Community Spotlight: Treaty Six Education Council
Our work with Treaty Six Education Council (TSEC) over the past three years has yielded both engaging digital resources and memorable experiences. The Council provides educational support to 12 First Nations communities in Saskatchewan, and works to create a sense of cultural pride amongst students through academic excellence. Learning Bird’s Education Account Lead Rebecca Smith, who has been working with TSEC over the past two years, has observed the Council’s commitment to helping students feel proud of their culture and identity. “The biggest priority at TSEC is to make sure students are seeing their language and their culture reflected in the materials that are being used in school,” Rebecca said. “There is a big focus on building land-based and culture-based activities and learning experiences, which is amazing to see.”
A Place to Share Knowledges and Resources
TSEC’s core values include honouring Indigenous knowledges and experiences, and preserving its Treaty, language, and cultural teachings for future generations. One way the Council has worked toward this goal is by developing land-based learning kits together with Elders and educators from its member Nations. During Rebecca’s most recent visit to TSEC last month, she noted that the kits, which are designed for specific grades around certain topic areas, not only help teachers save time, but allow them to readily access culturally-relevant resources. Instead of teachers having to source resources on their own, they are available through the Council. “TSEC acts as a repository of knowledges and experiences that teachers can tap into easily,” said Rebecca. “The Council is a place that teachers can go to for both support and physical resources.”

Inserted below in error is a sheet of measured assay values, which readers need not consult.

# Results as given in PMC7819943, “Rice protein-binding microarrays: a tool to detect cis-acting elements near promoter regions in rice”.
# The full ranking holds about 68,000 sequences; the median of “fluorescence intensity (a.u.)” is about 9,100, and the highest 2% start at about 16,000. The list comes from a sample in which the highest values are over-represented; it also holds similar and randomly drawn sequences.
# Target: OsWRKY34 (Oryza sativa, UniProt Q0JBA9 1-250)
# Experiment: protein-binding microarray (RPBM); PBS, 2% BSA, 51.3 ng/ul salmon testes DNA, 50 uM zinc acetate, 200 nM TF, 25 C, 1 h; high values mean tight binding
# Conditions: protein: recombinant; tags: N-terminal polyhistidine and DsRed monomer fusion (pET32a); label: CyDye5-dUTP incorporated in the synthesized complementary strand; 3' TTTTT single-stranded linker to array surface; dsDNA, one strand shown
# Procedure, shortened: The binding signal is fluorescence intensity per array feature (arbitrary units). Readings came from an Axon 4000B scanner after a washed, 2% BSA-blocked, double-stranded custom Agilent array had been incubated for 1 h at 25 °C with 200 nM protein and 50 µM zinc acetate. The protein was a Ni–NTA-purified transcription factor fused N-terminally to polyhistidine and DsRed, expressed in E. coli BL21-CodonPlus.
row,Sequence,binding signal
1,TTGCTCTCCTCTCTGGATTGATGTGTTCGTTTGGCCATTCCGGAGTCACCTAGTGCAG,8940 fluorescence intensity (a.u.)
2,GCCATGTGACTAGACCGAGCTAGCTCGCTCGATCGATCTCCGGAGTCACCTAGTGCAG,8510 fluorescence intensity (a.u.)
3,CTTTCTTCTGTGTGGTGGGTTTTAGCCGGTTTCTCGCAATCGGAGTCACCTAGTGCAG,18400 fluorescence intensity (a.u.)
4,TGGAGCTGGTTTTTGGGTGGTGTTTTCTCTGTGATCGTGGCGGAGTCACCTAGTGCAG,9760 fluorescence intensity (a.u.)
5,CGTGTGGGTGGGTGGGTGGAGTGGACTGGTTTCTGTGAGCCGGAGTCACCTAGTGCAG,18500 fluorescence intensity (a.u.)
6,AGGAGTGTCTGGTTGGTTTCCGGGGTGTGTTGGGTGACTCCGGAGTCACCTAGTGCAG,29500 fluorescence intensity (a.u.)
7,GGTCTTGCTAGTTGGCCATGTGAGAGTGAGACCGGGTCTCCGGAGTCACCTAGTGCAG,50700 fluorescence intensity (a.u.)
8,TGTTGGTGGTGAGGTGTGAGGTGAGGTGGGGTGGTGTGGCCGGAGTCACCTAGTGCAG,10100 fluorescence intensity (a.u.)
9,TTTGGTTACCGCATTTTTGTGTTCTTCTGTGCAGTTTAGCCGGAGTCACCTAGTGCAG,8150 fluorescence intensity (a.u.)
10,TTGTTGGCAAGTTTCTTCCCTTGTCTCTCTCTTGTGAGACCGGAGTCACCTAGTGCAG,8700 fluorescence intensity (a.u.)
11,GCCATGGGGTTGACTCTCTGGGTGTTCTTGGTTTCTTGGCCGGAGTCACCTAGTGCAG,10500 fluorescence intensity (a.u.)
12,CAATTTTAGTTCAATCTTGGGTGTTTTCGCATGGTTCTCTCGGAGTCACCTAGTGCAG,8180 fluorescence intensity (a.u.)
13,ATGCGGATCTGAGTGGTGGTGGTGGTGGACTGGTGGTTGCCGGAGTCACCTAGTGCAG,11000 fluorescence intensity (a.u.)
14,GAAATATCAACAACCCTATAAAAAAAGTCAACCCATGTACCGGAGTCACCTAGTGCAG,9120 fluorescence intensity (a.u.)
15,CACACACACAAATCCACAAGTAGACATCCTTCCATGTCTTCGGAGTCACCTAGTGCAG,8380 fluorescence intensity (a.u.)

TSEC also hosts a variety of cultural activities that help students connect to their heritage and language, including pow wows, feasts, and festivals. Last year, students had the opportunity to share their culture with other students in Canada using technology. TSEC students in grades 3-8 participated in a culture-sharing exercise with pen pals in British Columbia. They used a webcam to connect the two classrooms and showcased pow-wow culture through singing, dancing, and drumming.
Blending Learning, Technology, and Culture
Helping students find innovative ways to connect to their culture is one of TSEC’s main priorities. In the 2017/18 school year, TSEC staff worked collaboratively with Learning Bird to create resources that bring technology, gaming, and cultural knowledge together. In one example of this, students use Minecraft, a video game that enables players to build things using a variety of blocks in a 3D world, to learn about the teachings and interpretations associated with the Medicine Wheel. They first explore the cultural significance of the Wheel and examine the elements, seasons, stages of life, and medicines that correspond to each of its quadrants. Students are also asked to consider how and why the Medicine Wheel might be interpreted differently by other cultures. Next, students are introduced to Minecraft. The game is a type of ‘sandbox’ game, an allusion to a child’s sandbox where there are few rules but many opportunities for creative play. Students are then challenged to map out and create a Medicine Wheel that reflects their own community.